Spaceflight Insider

  • Soyuz rocket successfully delivers EKS-2 early-warning satellite to rare orbit

    Curt GodwinMay 25th Shortly after 2:34 a.m. EDT (06:34 GMT), May 25, 2017, a Russian Soyuz lifted off from site No. 43 at the Plesetsk Cosmodrome and delivered the second of the EKS series of early-warning satellites to a rare Tundra orbit.

  • Cassini prepares for sixth ring-grazing orbit

    Paul KnightlyMay 25th NASA's Cassini spacecraft is currently completing its fifth ring-grazing orbit of Saturn as it conducts its Grand Finale nearing the end of its mission. It will reach its orbital apoapsis on May 25 at 08:50 UTC (4:50 a.m. EDT), at which point its sixth ring-grazing orbit will begin. The sixth ring crossing of the Grand Finale will occur on May 28 at 14:22 UTC (10:22 a.m. EDT).

  • Psyche mission to reach metallic asteroid 4 years earlier

    Bart LeahyMay 24th NASA announced on May 24, 2017, that it would be launching the Discovery-class Psyche mission one year earlier, which will enable it to reach the nickel-iron asteroid Psyche four years earlier than previously planned. Thanks to spacecraft and trajectory redesigns, Psyche is now scheduled to launch in 2022 and will reach its destination in 2026.

  • NASA, Aerojet Rocketdyne conduct 2nd RS-25 controller test

    Bart LeahyMay 24th On May 23, 2017, Aerojet Rocketdyne completed the second in a series of RS-25 engine firings, testing a new controller system. Formerly known as Space Shuttle Main Engines, the RS-25s are being upgraded to serve as the main engines for NASA's Space Launch System (SLS) super-heavy-lift launch vehicle.

  • NASA officials detail FY 2018 budget proposal

    Derek RichardsonMay 24th The Trump administration released its Fiscal Year 2018 budget request for the federal government on Tuesday, May 23, 2017. Much of what was proposed for NASA remains the same as what was seen in the “skinny budget” back in March, including the elimination of the agency’s Office of Education and several Earth Sciences missions.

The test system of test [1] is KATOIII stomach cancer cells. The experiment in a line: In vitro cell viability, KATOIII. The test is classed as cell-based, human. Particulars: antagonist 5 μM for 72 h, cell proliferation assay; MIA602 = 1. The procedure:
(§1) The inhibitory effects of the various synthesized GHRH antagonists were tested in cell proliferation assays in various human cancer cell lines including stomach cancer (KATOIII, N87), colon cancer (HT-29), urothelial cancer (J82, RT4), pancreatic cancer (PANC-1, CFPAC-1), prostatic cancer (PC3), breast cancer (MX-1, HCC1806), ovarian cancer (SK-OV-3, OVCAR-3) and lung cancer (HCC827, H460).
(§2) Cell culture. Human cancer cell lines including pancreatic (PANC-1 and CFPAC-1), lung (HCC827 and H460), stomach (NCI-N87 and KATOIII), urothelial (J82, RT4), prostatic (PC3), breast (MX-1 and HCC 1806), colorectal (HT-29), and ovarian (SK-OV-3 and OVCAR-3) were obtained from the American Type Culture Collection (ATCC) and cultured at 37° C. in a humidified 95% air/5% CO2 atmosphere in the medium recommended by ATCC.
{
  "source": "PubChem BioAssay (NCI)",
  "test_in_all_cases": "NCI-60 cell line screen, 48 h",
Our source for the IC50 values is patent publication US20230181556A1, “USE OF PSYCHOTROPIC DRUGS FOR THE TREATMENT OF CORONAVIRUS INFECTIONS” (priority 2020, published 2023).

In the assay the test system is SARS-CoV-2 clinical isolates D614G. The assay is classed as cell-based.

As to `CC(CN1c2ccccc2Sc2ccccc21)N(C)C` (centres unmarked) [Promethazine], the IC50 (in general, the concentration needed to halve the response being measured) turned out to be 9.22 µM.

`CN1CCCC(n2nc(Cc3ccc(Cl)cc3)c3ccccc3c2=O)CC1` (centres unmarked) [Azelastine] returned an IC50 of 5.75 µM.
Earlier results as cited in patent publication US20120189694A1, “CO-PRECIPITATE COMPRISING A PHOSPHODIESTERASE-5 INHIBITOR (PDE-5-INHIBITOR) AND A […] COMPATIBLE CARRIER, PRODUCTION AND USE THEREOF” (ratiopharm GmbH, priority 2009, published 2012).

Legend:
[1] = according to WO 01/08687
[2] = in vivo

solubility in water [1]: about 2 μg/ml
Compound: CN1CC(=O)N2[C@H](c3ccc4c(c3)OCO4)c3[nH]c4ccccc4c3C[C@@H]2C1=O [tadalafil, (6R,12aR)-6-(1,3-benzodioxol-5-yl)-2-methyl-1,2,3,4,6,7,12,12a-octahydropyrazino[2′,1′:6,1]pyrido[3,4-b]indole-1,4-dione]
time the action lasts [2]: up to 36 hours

• Juno spacecraft makes fifth science pass of Jupiter

    Jim SharkeyMay 24th NASA's Juno mission made a close flyby of the planet Jupiter on May 19, successfully completing the spacecraft's fifth science orbit of the gas giant. JunoCam and all of the spacecraft's science instruments were operating during the flyby. Juno's next close flyby, which will take it over Jupiter's Great Red Spot, will take place on July 11, 2017.

  • Grabbe joins Astrobotic’s team

    Jason RhianMay 24th Google Lunar X PRIZE contestant Astrobotic, at one time considered by many to be the frontrunner in the effort to land the first commercial rover on the surface of the Moon (they have since dropped out of the contest), has tapped Kit Grabbe to serve as the organization's Principal Systems Engineer.

  • Astronauts perform contingency spacewalk to replace failed data relay box

    Derek RichardsonMay 23rd Just three days after the failure of a key data relay box, a contingency spacewalk was planned by ground teams and executed by International Space Station astronauts Peggy Whitson and Jack Fischer to replace the component.

  • EKS marks the spot: Russia set to launch 2nd of 6 early-warning satellites

    Curt GodwinMay 23rd Russia looks to enhance its missile detection system with the launch of the second in a series of six early-warning satellites. The EKS-2 satellite, alternately classed as a member of the 'Tundra' family of launch detection spacecraft, is designed to replace Russia's aging early-warning infrastructure and is targeting a launch at 2:33 a.m. EDT (0633 GMT) on May 25, 2017, from the Plesetsk Cosmodro...